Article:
Titan is the largest moon of Saturn, and the second largest in the solar system after Jupiter’s Ganymede. Titan caught the attention of scientists years ago for its dense atmosphere. Further exploration of the satellite revealed that Titan has features similar to Earth's, but with different chemical properties. While Earth has bodies of water, scientists have discovered methane lakes near Titan’s south pole.
The atmosphere of Titan is comprised of nitrogen (95 percent) and methane (5 percent). The subzero temperatures allow methane to exist in liquid form. The mystery lies in where Titan gets enough methane to fill up its lakes and atmosphere.
Scientists have observed that Titan has hydrologic activity. Just like on Earth where water evaporates into the atmosphere and condenses into bodies of water, the same applies to methane on Titan. Scientists have theorized that the methane in Titan's atmosphere came from the lakes. However, computations have shown that this only accounts for a third of the methane in the atmosphere.
Another theory is that methane can be found in the subsurface and released into the atmosphere through volcanoes. Previous research showed that Titan had potential cryovolcanic activities. Data from NASA’s Cassini spacecraft revealed the existence of the Sotra Folca, an Earth-like volcano with 1,000 m peaks, deep craters, and lava-like flows. Its existence suggests subterranean geological activity, which can theoretically produce enough heat to melt part of the moon’s interior. This will send slush ice or other compounds into the atmosphere.
Caitlin Griffith, the lead author of the current study, and her team aimed to find out if there were other cyrovolcano candidates aside from Sotra Folca.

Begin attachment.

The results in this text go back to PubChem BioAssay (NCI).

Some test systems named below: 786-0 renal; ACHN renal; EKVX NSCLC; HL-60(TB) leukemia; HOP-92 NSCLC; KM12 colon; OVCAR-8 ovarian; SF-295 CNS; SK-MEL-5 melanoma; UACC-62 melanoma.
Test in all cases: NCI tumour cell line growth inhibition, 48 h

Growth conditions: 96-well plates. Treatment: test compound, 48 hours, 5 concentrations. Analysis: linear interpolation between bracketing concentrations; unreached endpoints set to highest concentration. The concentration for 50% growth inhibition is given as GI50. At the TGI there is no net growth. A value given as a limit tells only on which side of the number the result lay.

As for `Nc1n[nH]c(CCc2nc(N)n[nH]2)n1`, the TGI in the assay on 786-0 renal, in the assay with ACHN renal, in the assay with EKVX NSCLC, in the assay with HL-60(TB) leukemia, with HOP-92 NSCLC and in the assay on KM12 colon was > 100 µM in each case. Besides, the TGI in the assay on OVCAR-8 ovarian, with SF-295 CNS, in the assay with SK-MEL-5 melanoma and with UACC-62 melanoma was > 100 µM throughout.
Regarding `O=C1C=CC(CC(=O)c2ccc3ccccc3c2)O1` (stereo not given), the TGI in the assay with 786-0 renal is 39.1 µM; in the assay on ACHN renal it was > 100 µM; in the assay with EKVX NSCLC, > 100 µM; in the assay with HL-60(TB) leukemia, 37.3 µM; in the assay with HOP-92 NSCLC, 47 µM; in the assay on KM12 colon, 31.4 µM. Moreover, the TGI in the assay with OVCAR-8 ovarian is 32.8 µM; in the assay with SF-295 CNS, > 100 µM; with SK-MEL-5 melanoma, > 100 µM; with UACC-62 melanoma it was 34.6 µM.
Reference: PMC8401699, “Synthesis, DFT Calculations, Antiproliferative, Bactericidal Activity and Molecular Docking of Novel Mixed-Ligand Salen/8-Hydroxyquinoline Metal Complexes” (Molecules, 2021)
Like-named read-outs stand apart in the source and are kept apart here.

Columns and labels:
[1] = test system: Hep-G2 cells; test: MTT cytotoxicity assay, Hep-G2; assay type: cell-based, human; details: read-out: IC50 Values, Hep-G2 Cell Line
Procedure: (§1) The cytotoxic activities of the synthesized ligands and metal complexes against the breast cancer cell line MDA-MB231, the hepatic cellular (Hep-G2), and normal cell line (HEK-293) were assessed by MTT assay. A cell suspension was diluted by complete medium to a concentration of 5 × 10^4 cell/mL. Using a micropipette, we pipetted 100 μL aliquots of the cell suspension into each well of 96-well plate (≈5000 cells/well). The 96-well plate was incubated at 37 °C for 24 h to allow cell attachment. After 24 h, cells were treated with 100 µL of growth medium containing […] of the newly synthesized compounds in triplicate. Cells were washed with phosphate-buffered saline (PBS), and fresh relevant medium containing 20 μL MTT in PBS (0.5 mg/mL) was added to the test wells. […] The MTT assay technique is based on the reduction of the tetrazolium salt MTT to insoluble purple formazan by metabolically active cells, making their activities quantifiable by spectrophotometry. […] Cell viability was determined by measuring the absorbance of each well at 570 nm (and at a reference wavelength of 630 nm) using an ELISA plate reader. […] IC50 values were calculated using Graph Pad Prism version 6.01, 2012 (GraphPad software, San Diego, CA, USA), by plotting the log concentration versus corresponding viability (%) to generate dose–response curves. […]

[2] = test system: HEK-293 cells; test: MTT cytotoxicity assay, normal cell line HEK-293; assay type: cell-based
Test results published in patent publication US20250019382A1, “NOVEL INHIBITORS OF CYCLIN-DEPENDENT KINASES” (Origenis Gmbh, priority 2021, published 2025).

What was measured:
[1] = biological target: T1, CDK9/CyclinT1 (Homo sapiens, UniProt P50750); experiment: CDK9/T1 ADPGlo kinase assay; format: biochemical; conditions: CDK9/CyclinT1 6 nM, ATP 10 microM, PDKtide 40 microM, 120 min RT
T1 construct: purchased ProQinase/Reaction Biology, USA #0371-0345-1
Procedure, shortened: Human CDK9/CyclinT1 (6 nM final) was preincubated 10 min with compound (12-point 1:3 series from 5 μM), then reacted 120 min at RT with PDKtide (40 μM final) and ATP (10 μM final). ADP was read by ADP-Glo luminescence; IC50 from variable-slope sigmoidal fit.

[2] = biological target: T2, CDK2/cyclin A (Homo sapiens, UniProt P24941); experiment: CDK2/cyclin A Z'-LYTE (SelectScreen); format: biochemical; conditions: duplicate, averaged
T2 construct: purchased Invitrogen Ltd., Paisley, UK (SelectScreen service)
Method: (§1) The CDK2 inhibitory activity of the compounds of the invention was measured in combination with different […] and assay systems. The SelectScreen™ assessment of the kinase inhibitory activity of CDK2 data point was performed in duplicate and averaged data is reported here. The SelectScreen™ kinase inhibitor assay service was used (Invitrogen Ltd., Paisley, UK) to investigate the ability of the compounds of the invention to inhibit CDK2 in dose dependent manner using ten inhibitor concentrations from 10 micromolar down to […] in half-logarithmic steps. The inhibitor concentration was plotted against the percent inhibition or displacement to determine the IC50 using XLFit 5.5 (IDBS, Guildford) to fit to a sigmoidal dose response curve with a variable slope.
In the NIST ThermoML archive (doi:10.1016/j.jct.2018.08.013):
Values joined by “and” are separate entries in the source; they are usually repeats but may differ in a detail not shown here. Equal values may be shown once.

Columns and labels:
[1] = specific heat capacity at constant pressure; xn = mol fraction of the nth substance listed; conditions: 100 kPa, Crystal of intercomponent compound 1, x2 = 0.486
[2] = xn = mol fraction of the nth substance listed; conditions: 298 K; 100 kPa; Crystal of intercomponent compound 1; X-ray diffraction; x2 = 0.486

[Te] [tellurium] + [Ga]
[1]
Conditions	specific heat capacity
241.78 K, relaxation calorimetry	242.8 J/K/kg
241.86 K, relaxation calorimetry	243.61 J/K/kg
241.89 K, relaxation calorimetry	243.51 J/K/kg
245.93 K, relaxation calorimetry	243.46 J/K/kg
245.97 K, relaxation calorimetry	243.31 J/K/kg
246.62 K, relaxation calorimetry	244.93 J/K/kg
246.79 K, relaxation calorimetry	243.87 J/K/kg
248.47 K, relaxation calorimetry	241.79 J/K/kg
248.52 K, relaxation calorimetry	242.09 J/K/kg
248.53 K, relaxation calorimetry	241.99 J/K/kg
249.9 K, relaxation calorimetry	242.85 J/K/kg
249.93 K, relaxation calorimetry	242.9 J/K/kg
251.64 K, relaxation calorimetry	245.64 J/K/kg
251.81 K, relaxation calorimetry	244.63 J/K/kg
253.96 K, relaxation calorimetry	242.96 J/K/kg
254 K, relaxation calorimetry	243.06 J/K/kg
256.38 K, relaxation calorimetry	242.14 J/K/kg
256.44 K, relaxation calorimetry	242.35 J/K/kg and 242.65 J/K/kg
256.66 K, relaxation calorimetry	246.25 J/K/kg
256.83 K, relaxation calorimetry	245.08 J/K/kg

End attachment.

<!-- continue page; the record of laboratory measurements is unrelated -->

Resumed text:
Griffith and the team decided to use Principal Components Analysis, a technique that allows an easier interpretation of data by emphasizing variation and highlighting strong patterns. It makes multivariable data easier for interpretation and visualization.
The team used PCA to point out the subtle spectral features on Titan’s surface. The research team applied PCA to over 13,000 spectral images gathered in the Cassini VIMS investigation. The Cassini spacecraft uses VIMS (visual and mapping spectrometer) and high-speed spectrophotometry to observe the Saturnian system, which includes Titan’s surface and atmosphere. To narrow their search, the team focused on the tropical latitudes of the satellite.
After analyzing half of Titan’s surface, they did not detect anything. However, they discovered something else: a long ice corridor, which extends to almost 40 percent of Titan’s circumference.
The ice-rich linear feature of bedrock is a mystery. The team did not see a connection between the ice corridor and the subsurface. "Given that our study and past work indicate that Titan is currently not volcanically active, the trace of the corridor is likely a vestige of the past,” Griffith explained.
Furthermore, other ice-rich terrains were mostly found in areas that had been excavated by craters or brought to the surface through erosion. This meant that in the possibility that cyrovolcanism was active, it should not be widespread.
Aside from the ice feature, their analysis also found evidence of diverse organic sediments in different regions. The researchers found these organic deposits particularly interesting. In laboratory simulations of Titan’s atmosphere, they found that it was possible for amino acids – the building blocks of life – to be produced.
Overall, the study has revealed that Titan contains topographical features that could give scientists a better understanding of its geological processes and its potential habitability. The investigation on Titan and the Saturnian system continues.